House Paper-Trail Bill Stalled for Now
House Democratic leaders continued to keep the controversial paper ballot bill in the freezer this week in the face of continued opposition from local elections officials, and they have demanded that proponents get firm commitments backing the bill before bringing it to the floor.
Rep. Rush Holt (D-N.J.), the sponsor, said he’s been pushing to convert people who are officially undecided but likely to vote for the bill into firm “yes” votes, and he said he’s not far from having the votes he needs to satisfy the demands of Democratic leaders.
Although some Members have been squeamish about openly supporting the bill, other rank-and-file Democrats strongly support it and are deeply suspicious of the electronic voting machines manufactured by companies like Diebold.
“I think voters want something done and I think vendors don’t,” said Rep. Lincoln Davis (D-Tenn.), arguing that vendors are worried they’ll lose business.
Davis said he and most voters would prefer a paper ballot to an unverifiable electronic voting machine. “I know I voted because I filled out a paper ballot and put it in the ballot box,” Davis said. “We need to remove any doubt.”
The bill already had been delayed for weeks and faced internal Democratic criticism. Rules Chairwoman Louise Slaughter (D-N.Y.) only signed on after New York was allowed to keep its lever machines until 2010. Other states would have to have a voter-verifiable paper ballot or paper printout by next year’s presidential election. That has drawn opposition from state and local elections officials who are concerned about the costs and risks in changing their systems so close to the elections.
Holt contends that without a paper receipt, there is no way to verify whether votes are being properly counted by electronic voting machines.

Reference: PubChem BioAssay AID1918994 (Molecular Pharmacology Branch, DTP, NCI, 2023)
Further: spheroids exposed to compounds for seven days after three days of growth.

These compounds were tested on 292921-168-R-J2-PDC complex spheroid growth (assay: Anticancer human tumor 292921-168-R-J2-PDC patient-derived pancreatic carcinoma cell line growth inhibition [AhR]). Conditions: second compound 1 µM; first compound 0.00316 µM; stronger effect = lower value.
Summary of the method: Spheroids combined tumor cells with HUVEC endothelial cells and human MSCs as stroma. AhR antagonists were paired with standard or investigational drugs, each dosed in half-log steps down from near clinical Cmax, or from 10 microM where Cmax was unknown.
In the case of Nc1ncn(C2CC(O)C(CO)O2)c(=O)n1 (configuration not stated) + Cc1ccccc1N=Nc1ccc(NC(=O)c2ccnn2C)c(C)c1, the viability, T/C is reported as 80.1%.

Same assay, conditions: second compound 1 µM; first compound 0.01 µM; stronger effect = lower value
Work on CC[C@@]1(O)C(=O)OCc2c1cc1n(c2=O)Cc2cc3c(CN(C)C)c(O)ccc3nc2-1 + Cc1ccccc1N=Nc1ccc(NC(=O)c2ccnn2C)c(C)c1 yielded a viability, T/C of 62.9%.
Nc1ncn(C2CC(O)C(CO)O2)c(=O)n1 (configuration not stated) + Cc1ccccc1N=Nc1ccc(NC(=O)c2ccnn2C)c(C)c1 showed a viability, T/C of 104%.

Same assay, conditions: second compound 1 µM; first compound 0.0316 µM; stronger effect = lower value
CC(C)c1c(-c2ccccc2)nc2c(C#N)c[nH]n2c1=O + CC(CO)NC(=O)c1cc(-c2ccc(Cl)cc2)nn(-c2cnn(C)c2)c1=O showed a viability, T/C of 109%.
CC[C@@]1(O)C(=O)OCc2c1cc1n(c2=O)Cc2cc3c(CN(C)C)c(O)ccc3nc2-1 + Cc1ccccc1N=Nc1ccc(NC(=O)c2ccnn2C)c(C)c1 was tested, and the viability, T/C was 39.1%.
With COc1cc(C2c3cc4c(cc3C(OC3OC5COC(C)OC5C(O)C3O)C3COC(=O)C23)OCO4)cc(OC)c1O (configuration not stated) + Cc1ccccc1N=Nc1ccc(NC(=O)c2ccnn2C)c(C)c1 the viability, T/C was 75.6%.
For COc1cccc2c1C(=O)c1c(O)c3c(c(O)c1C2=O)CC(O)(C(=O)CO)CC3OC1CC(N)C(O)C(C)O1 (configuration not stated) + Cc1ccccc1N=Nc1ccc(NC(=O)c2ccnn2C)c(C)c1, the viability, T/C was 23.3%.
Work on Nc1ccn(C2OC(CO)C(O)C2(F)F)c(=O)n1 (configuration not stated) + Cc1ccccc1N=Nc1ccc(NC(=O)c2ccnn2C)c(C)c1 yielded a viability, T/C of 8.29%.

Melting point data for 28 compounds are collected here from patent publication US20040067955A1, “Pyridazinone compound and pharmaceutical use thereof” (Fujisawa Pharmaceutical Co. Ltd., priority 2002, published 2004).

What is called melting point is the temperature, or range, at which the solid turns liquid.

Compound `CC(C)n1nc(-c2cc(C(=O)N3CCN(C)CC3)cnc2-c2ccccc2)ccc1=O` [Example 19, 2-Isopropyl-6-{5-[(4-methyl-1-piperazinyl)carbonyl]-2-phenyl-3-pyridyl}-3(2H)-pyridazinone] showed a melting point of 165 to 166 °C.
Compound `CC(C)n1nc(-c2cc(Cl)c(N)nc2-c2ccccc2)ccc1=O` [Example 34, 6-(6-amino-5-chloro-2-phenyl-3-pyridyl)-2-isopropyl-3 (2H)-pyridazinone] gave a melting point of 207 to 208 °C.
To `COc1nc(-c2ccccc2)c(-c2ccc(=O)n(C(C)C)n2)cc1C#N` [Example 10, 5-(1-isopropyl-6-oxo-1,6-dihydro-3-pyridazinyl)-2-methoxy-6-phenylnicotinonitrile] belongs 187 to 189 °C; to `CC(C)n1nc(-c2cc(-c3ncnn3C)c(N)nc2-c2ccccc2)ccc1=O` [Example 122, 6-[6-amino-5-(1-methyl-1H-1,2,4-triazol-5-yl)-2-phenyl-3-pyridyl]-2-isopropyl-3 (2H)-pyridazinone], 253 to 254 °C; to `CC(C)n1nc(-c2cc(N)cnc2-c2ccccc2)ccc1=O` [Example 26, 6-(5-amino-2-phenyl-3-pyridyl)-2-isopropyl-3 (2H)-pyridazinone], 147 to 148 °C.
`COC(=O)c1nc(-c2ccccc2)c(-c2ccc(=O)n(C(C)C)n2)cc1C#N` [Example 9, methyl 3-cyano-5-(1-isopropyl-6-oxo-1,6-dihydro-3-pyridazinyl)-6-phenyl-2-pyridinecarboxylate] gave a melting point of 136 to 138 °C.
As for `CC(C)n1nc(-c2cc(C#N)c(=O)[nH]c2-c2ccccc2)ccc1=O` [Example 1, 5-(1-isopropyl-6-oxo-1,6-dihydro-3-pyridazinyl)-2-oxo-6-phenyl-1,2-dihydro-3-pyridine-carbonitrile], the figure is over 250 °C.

Republicans, meanwhile, jumped on the troubles with the voting bill as a sign of Democratic disarray. “The voter bill is a terrible bill,” House Minority Whip Roy Blunt (Mo.) said. “Now it’s off again. It only got on the agenda when they agreed to exempt the chairman of the Rules Committee’s state.”
More than 10 trade groups representing election, state and local officials sent a letter Tuesday to Speaker Nancy Pelosi (D-Calif.) and Majority Leader Steny Hoyer (D-Md.) asking that Democrats dump the bill. They argued that overseeing elections is a state matter and said the measure would impose “an unfunded federal mandate of unknown proportions.”
Rep. Vernon Ehlers (R-Mich.), ranking member of the House Administration Committee, said in a statement that “the desperate, last-minute scramble we are witnessing to further amend this flawed bill, in an attempt to piece together a majority vote in the House, is playing dangerously with our vital election processes.” Ehlers urged Democrats to start over.
Holt dismissed Ehlers’ criticism.
“He’s been saying you don’t need anything but an electronic record. I don’t think American voters will be confident with an electronic verification of an electronic vote,” Holt said.
He said of his bill: “This is plain paper. That’s something the public knows and trusts.”
Holt said local elections officials like the electronic machines because they seem cleaner, but that doesn’t mean they are more accurate or reliable.
“They say ‘we’ve never had a problem with these machines,’” Holt said. “My answer is, how do you know?”
Matthew Murray contributed to this report.